Two cameras are better than one (and make for better demos, too!)
Department of Computer Science and Engineering
CSE 629, Analysis of Algorithms
September 01, 2020
I'm teaching a graduate course, CSE 629, Analysis of Algorithms.
I have a 2nd web cam and 2 laptops. The web cam is masking-taped to a 1950s style desk lamp, which you can see in the screenshot below. This is my document camera. I then write with color Sharpies on the paper.
So they can see my face while I talk, but also my "white board". After class I scan in the hand-written notes.
I also use manipulatives. Here, I'm describing the dynamic programming technique as applied to string-edit distance, which asks what the smallest distance is from one string to another, via incremental changes (delete/insert/match). There are only m*n subproblems to solve. Here the pen illustrates one of them: what is the shortest edit distance of converting "ALGOR" into "ALTRU"? This is one of m*n subproblems for converting the string ALGORITHM into ALTRUISTIC, where m = 9 and n = 10 in this case. The pen can appear between any pair of letters, or at the ends, give 9*10 = 90 places I can put the pen.
The physical location of the pen immediately shows the student what the given subproblem is, and also can be moved around (which I do in my lecture) to illustrate that I can place it in any one of 9*10 = 90 positions.
So all you have to do is to solve all 90 subproblems, and you've solved the problem at hand. That's dynamic programming: solve all subproblems, save them and reuse them if reencountered in solving subsequent problems, and build up to solve the end problem. It's a fundamental method in computer science, and I find using pens / dominoes / scrabble pieces a perfect way to illustrate ideas from algorithms / computer science / discrete math.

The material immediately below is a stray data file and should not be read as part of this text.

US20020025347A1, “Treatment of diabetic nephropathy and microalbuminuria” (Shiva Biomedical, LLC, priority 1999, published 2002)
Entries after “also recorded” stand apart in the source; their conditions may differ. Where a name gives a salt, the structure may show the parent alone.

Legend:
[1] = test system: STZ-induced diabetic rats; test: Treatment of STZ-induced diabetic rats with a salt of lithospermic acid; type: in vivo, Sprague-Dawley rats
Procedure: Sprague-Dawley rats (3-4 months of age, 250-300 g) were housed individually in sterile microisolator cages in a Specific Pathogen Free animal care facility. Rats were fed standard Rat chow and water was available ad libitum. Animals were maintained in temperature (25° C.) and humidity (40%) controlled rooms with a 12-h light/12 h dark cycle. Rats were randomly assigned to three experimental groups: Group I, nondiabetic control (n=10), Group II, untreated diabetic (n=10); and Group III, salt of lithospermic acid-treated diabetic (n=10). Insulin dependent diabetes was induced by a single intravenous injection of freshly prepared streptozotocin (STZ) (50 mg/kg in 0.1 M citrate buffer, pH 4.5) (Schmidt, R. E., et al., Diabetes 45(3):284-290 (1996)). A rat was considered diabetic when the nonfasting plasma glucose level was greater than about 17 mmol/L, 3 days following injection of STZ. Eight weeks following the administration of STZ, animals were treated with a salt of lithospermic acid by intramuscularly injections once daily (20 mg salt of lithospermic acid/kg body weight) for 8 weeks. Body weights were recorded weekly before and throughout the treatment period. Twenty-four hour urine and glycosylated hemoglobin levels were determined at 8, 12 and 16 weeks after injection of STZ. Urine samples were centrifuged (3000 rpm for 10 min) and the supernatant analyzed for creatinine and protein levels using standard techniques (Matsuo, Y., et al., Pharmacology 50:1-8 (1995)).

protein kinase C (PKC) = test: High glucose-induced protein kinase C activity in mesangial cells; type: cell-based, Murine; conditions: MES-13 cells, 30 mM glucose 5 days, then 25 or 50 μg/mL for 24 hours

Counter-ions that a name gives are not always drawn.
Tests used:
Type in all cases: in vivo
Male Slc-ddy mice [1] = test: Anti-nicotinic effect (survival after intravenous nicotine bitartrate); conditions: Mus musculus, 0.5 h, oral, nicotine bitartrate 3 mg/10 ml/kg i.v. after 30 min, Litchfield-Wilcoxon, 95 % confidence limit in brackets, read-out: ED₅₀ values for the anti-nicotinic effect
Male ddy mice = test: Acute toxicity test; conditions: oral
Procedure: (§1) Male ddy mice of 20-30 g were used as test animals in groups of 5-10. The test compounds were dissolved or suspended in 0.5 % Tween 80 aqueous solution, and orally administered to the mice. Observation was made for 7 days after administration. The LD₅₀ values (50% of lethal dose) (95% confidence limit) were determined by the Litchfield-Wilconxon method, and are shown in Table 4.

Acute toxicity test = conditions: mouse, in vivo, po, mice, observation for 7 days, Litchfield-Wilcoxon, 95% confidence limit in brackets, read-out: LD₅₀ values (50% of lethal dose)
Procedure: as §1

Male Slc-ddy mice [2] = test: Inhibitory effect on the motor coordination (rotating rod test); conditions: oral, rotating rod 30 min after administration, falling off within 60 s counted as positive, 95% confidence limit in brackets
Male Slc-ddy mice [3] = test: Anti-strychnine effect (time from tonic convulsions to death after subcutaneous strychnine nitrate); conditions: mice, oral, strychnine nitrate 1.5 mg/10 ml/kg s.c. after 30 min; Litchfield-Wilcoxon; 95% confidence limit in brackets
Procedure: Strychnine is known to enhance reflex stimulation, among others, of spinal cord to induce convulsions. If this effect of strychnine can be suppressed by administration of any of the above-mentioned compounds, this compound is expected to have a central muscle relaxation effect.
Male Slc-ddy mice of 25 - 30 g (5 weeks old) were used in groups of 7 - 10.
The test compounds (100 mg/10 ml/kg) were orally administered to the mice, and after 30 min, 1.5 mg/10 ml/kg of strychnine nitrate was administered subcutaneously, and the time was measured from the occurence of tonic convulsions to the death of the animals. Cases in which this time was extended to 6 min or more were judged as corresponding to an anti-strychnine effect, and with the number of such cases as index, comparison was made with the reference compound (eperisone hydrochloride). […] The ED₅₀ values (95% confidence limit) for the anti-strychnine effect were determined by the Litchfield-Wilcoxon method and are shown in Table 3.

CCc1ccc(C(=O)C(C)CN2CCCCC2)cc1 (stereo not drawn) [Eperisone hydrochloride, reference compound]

Or I'll use dominoes to illustrate other algorithms: sorting, permutations, selection, proof by induction (falling dominoes) and so on.
In the screen shot above, I'm illustrating this idea: solve the problem to find the edit distance from ALGOR to ALTRU. The result is some number. Now, extend that to ALGORI to ALTRUI, which appends the letter I onto (the converted ALGOR), obtaining ALTRUI. So the cost or distance to convert ALGORI to ALTRUI is the cost to convert ALGOR to ALTRU, plus the cost of one "match" on the letter I, to extend the solution by 1 character.
The webcam makes this possible. I can do this in a lecture hall too, but it's actually easier to teach this way while sitting at my desk online. The 4K webcam I have gives a very clear view, and standing at a podium to do this is a little trickier.
And with the 2 laptop monitors and another desk monitor, I set one laptop for "Gallery view". The students' cameras are all turned on, with mics off unless they want to ask a question. So I can see all their faces (OK, only 20 faces out of a 100...).
In this shot you can see where I see the Gallery view, in the laptop to the left. You can also see the webcam for my document camera, taped to my desk lamp.
Having 2 cameras like this is essential for my teaching style. The material I'm teaching can be done with prepared slides, but I find writing it out by hand as I go, like a white-board, works better for me. Dealing with mathematical proofs is better if seen worked out step by step, and doing it on a "white board" (my paper in the doc camera, sometimes augmented with manipulatives) forces me to slow down enough to explain it.
The same style of discourse is also in the Numberphile youtube series, like this one: https://www.youtube.com/watch?v=vv0bHK44Q1s which uses pens on paper, plus manipulatives (wood cubes stacked together), to get across a deep mathematical truth.
My videos are nowhere as good as Numberphile, but I do record them and post them for the class in Canvas.